There’s a dark feel to this A Wind Of Knives right from the off. The opening offers a strong sense of the world being a tiny pinprick within huge universe, a pinprick where all human activity takes place.
Daniel’s been running a farm in Texas, with only the one ranch hand left as the remainder have either joined up to fight in the civil war or run away to avoid joining up. This hand is Steven Houpe and when we get to meet him, he’s hanging from a Juniper tree as a mutilated corpse. His crime? Sodomy. He’s a strange fruit, to be sure.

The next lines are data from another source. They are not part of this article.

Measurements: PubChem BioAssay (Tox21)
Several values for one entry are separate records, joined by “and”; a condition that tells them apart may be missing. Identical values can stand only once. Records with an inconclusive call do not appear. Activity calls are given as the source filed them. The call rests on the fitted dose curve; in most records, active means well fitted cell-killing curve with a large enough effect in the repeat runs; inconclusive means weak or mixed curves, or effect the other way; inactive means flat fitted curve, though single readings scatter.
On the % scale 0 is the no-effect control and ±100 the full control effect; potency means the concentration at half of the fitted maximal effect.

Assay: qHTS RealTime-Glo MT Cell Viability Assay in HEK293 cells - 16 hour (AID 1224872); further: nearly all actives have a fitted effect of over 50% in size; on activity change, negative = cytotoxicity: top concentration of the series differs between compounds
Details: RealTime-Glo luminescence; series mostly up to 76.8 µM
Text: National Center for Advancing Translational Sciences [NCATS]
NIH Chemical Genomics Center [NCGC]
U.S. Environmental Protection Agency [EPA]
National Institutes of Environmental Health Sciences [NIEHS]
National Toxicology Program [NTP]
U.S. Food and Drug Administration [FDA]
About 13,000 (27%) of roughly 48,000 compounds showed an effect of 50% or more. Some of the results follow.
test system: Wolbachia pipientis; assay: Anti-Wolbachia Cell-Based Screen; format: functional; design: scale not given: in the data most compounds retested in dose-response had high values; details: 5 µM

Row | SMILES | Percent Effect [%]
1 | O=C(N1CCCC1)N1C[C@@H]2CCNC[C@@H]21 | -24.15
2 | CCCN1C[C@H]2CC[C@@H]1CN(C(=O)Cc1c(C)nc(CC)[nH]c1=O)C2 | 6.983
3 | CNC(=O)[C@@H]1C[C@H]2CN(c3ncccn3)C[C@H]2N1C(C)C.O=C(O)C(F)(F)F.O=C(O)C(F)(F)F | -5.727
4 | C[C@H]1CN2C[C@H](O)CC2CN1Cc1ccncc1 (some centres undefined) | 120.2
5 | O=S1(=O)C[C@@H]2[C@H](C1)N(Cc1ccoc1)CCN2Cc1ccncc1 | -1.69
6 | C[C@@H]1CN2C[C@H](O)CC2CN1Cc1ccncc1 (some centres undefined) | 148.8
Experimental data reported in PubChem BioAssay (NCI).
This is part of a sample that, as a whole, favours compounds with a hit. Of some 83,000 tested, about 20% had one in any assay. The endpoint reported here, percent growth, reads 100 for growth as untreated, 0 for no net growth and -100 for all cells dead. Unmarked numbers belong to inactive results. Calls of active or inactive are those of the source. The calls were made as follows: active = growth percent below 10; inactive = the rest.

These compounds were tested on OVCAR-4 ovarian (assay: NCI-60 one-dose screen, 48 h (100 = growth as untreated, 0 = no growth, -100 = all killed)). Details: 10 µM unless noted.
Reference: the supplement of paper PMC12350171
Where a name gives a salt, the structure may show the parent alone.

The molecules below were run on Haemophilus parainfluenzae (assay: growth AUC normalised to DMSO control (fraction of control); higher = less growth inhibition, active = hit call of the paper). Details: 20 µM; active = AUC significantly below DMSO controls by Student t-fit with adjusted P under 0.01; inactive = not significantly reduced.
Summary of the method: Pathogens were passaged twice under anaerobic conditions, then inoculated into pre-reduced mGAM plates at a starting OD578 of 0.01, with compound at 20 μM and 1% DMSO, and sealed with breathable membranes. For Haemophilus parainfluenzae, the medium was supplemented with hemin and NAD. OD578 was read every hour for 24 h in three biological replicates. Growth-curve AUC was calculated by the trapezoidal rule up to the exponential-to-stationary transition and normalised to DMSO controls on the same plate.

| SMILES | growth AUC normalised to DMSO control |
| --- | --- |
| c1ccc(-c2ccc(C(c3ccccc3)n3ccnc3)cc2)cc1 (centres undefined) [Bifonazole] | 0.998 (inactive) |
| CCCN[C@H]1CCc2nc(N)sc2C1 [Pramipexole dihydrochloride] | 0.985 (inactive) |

The book takes Daniel on his journey to find revenge. On the way he comes across outlaws and rangers, card games and killings, all of which give the story a strong sense of the spirit of the age.
The question as to why Daniel’s need to find revenge is so deep rooted was my main drive to turn the pages. There are also questions relating the involvement of the James brothers and why they have such strong reactions to Houpe’s death. All of these characters have very strong motives and are prepared to go an awfully long way to find satisfaction.
I really enjoyed this novella. The description is vivid, the sense of detail strong and it has many of the accoutrements that one might expect to find in a Western. The characters have real depth and their potential actions know no boundaries. Best of all for me is
Daniel’s view of the world, from an internal and external point of view.
When Ed Kurtz deals the cards, he certainly hands out a couple of aces.